The relationship between biking and gentrification in the Port Towns has yet to be fully understood. While working with the Maryland-National Capital Park and Planning Commission, students from the University of Maryland sought to identify barriers to biking access in the Port Towns of Prince George’s County, Maryland, and how Port Towns residents perceive development, gentrification, and biking.
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    Non-Traditional Maryland Mainstreets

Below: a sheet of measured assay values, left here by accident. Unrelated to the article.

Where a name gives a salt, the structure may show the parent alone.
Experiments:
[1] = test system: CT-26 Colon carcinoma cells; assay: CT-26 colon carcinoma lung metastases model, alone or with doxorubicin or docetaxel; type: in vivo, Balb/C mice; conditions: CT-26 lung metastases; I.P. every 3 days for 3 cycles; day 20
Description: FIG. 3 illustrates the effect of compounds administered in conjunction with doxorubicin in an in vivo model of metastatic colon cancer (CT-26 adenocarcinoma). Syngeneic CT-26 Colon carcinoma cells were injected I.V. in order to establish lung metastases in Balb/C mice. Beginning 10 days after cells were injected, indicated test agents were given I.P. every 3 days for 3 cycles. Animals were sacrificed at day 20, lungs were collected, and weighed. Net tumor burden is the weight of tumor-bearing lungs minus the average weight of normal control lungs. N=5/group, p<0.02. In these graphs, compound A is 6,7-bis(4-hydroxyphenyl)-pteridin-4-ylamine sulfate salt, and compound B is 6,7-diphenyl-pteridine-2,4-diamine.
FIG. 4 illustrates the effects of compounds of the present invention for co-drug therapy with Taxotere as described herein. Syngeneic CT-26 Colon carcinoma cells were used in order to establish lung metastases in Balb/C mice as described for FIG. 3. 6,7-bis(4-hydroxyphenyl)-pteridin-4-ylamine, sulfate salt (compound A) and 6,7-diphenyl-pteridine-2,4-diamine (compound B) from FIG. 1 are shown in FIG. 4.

(Partnership for Action Learning in Sustainability, 2022) Kim, Tae; Simeen, Afia; Singh, Udai; Yu, Jiaxin; Hoang, Ryan; Garchitorena, Arvyn; Lin, Arthur; Alale, Oreoluwa; Farshchi, Nima
    In Prince George's county, there are many communities and towns that have a main road lined with unique businesses that are central for local residents, but the structure of these places does not fall within the classical definition of a "main street.” What financial and cultural resources can municipalities with non-traditional mainstreets use to grow these small business corridors?